Leadership with Variable Majorities

After all, t’s not just about positions and personnel. Content, topics, as well as strategies for the EU 2019 to 2024 are also on the summer desk of Brussels actors and Member States. From a liberal point of view, a magic square can be spanned for an EU work programme covering the following topics: Economy, security, climate and institutional policy. Von der Leyen presented her political guidelines and spelled them out in her speech last week in Strasbourg: “A European Green Deal, an economy that works for people, a Europe fit for the digital age, protecting the European way of life, a stronger Europe in the world and a new push for European democracy”. There is something for everyone. The almost twenty-page document must now be specified, expanded and operationalised for the structures of Brussels bureaucracy.

The balancing act between the interests of the member states and those of the European Parliament will have to be mastered repeatedly. It is not possible to know whom exactly von der Leyen was elected by, since the election was secret. However, it can be assumed that her last-minute left-turn, at least on some issues during her speech, has cost her votes in the conservative camp in order to win votes among parts of the Liberals, Greens and Social Democrats. This tactic will not work out again without further ado, and yet she has to deliver.

 

However, von der Leyen, by combining staff and politics, has enough horses in the race to serve respective interests and win votes for the Commission election. This approach, which could be described as “variable majority management”, will also be characteristic for the coming years. In the European Parliament, the “grand coalition” has been broken and majorities can only be formed with the involvement of liberal and Green MEPs.

 

It is now important for the Liberals to be represented in race for positions across the entire Brussel apparatus. In terms of content, the Liberals’ status as a conceptual party will be in demand over the next five years. They must contribute, in a good balance of emotion and rationality, to keeping Europe on a course of progress: through open markets, openness to new technologies and optimistic self-assertion of the European Way of Life, with its unique blend of freedom and rule of law.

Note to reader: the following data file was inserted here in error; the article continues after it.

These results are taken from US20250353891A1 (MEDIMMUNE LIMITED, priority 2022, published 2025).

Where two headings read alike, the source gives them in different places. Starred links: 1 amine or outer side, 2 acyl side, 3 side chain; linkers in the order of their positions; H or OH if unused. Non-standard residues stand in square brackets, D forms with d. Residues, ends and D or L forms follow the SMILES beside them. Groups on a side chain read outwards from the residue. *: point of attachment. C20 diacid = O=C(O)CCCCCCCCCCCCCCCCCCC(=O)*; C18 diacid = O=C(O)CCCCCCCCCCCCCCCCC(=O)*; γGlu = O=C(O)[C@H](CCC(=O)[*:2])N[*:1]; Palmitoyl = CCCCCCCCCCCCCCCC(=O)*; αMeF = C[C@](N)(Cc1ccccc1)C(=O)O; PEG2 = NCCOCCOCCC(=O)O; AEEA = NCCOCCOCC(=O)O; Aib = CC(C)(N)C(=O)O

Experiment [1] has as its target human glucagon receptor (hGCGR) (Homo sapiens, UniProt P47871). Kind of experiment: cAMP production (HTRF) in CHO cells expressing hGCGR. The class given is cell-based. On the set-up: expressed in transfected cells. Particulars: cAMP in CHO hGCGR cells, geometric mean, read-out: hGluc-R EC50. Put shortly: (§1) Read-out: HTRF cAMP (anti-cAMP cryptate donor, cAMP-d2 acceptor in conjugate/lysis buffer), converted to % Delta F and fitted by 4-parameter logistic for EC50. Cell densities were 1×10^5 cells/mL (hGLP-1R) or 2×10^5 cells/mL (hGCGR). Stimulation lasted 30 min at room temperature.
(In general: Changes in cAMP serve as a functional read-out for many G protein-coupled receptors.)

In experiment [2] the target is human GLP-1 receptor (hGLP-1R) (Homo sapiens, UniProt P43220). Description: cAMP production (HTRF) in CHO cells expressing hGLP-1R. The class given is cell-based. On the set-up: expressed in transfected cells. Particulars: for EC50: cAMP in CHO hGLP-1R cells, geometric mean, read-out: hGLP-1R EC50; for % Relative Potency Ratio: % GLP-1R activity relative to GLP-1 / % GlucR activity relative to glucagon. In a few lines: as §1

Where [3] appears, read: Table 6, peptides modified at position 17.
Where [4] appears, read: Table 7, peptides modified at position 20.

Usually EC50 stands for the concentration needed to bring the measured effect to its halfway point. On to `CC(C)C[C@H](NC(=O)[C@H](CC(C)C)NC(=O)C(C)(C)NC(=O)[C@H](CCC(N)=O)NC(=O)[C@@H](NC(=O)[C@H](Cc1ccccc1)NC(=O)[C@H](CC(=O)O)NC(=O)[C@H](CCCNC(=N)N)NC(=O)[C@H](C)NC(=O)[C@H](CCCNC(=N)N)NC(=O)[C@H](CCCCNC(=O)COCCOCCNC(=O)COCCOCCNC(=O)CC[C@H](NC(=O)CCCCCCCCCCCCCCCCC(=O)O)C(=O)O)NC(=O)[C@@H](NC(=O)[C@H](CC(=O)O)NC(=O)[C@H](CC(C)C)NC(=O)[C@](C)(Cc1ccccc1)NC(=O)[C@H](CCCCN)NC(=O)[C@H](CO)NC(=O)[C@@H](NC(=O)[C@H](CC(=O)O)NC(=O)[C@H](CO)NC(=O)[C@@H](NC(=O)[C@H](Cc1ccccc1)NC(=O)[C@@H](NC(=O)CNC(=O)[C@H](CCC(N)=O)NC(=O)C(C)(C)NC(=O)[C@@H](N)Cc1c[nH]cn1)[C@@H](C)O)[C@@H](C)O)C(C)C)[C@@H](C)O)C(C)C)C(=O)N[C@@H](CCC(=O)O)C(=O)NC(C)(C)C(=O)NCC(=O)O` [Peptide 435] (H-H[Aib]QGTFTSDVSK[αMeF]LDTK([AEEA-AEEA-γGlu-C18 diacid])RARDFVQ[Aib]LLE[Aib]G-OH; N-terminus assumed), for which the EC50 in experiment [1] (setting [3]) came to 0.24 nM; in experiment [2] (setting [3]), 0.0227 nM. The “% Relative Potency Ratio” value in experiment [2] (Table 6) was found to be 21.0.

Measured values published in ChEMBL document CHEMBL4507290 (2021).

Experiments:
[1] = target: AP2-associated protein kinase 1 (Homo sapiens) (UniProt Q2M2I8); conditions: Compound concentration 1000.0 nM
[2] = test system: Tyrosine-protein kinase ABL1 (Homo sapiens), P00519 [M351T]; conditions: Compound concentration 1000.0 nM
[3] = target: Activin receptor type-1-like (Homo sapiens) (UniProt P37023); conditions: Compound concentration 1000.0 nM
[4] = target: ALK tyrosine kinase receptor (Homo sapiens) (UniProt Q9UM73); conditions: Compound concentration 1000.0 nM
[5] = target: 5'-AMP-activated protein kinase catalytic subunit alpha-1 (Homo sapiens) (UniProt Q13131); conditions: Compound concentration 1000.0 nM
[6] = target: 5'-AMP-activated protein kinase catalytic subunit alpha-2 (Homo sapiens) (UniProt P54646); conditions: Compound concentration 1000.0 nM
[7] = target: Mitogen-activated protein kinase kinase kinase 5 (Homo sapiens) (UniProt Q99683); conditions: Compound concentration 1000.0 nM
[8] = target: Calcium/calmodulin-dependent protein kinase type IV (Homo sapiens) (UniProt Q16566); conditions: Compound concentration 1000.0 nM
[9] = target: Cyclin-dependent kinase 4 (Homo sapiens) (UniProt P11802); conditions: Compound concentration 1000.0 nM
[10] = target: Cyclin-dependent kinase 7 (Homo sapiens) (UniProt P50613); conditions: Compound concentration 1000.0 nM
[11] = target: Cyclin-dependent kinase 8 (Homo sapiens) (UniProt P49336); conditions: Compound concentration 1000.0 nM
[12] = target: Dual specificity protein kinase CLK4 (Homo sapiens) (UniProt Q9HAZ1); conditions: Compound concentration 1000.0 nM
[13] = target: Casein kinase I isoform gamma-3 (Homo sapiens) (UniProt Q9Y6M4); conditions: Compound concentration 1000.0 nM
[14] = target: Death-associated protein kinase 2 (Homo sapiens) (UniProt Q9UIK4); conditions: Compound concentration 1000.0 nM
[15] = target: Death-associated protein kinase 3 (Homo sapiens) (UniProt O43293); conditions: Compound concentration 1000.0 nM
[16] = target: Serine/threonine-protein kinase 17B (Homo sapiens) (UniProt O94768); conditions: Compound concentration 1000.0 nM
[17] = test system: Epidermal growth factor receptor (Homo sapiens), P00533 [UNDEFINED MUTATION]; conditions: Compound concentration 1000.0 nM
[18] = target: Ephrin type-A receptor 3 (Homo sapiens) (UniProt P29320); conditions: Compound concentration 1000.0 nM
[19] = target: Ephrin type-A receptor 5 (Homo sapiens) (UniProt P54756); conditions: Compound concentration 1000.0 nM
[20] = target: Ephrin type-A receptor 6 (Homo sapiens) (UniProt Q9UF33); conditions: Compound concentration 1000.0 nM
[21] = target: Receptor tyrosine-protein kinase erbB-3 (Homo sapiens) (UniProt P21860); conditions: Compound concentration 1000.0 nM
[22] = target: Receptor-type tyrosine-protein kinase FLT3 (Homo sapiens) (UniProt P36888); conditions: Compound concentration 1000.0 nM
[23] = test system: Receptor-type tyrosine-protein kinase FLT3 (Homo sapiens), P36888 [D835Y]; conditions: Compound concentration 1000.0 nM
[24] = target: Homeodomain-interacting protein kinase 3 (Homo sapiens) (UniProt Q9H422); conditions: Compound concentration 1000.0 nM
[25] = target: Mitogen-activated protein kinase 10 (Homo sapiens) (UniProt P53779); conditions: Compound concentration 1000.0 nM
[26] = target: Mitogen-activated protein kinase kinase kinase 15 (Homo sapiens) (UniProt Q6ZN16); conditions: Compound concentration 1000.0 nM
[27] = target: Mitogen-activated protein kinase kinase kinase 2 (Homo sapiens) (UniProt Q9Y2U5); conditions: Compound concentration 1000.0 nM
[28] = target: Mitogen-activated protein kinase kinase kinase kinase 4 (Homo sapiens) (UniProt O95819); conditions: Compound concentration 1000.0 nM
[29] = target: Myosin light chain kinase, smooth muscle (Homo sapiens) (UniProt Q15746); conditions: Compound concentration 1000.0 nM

Optimism is Essential

The EU today, with its mix of challenges consisting of Brexit, so-called “Article 7 proceedings” against Poland and Hungary, its nervous neighbour Russia, a misleading US president and the long-term issues of climate and migration, appears to many people as a dark snapshot. However, in the next five years there will be many points of departure for change: At least 26 elections to national parliaments and/or presidencies will take place in the member states by 2024. It is therefore conceivable that the composition of the Council of Heads of State or Government will change, perhaps even substantially. There will be new coalitions, and political priorities in individual countries may change. That too will influence the work and course of the European Union.

During von der Leyen’s term of office there will be two American presidential campaigns, China and its power will continue to grow, and in 2022 Vladimir Putin will be 70 years old. Enough uncertainties to keep the EU under tension in the global context. Nevertheless, there are also plenty of opportunities to readjust Europe’s course optimistically and with liberal force, where necessary, and to stabilise it where it is worthwhile. True to the eternally young wisdom: you overestimate what you can achieve in a year, but you underestimate what you can achieve in five years. That is why we are now setting the course, in the Member States and in Brussels, for the next five years, to continue to work hard on the liberal course and then, see above, 1st November 2024.

 

 

Thomas Ilka

Regional Director of the European Dialogue